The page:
Candidates for Union County judge answered questions concerning economic development, road and bridges and much more at a candidate forum Tuesday.
The El Dorado-Union County Chamber of Commerce and the Union County NAACP held a public forum at the El Dorado Municipal Auditorium, where candidates for Union County coroner, Union County clerk, Union County judge and El Dorado mayor answered questions and discussed their platforms.
Incumbent Union County Judge Mike Loftin, a Democrat, and opponent Cliff Preston, a Republican, began their portion of the forum by discussing their experience and visions of the county judge position during their opening statements.
Loftin said he has served as the Union County judge for eight years, and eight years prior, held the position of road foreman for the county.
“We’ve made many improvements over the last eight years in our infrastructure,” Loftin said. “There are things that we could do better. We’re human, we make mistakes, but we always go back and correct them and we always take responsibility for them.”
Preston began by describing his vision for Union County.
“I have a vision of Union County where the people are the boss,” Preston said. “In order for that to happen, we have to raise the standards.”
Preston said, if elected, he is going to raise standards for how people in the courthouse are treated and how the county builds and maintains roads.
“And last, but not least, we have to raise our standards on how we communicate with the taxpayer,” Preston added.
When asked what each candidate considers to be the No. 1 issue for county government, Loftin answered “funding.”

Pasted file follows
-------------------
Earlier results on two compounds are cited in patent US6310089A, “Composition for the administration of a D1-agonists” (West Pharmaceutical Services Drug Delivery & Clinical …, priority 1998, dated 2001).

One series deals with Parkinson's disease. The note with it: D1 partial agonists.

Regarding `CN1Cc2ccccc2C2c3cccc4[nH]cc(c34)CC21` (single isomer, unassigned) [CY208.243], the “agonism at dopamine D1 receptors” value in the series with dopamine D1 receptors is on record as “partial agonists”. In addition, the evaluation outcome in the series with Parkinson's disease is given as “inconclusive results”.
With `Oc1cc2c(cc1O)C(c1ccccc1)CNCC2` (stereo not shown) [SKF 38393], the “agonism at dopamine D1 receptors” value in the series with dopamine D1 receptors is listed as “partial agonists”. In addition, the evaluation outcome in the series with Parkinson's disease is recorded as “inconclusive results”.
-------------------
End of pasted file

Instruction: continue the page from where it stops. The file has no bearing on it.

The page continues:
“We need to be sure that we have the funding to cover the budget so that we can continue to provide the services to the taxpayers that we provide today,” Loftin said. “It is exactly that, a budget. But we have to be sure we have the funds coming in to cover that budget for the entire year so that we can provide the services that you deserve.”
Preston agreed that funding is important, but said he believes the No. 1 issue is serving the taxpayer.
“Where we get that funding is from the taxpayer and if we’re not serving the taxpayers, then we’re not doing our job,” Preston said. “What I would like to do is continue to seek out, communicate with taxpayers of this county, answer their questions, give them honest answers and be able to serve them as best as possible.”
When asked about the county judge’s role within the Quorum Court, Loftin said the county judge presides over the Quorum Court, has no vote, but has the power to veto.
Preston added that if a county judge does veto, the Quorum Court can overturn the veto with a two-thirds majority vote. Preston described a “flow chart” of Quorum Court, where the taxpayers are at the top, the court members are in the middle and executives are at the bottom.
“I believe that we’ve got that mixed up,” Preston said. “I believe that the county judge in this county, and many other counties, not just this one, has a little too much power and what I’m trying to do is make sure that the Quorum Court represents the people and give power back to the Quorum Court, which is giving power back to the people.”
Loftin said he considers roads and bridges to be a high priority of the county judge’s office, adding that it takes up over 50 percent of his time each day.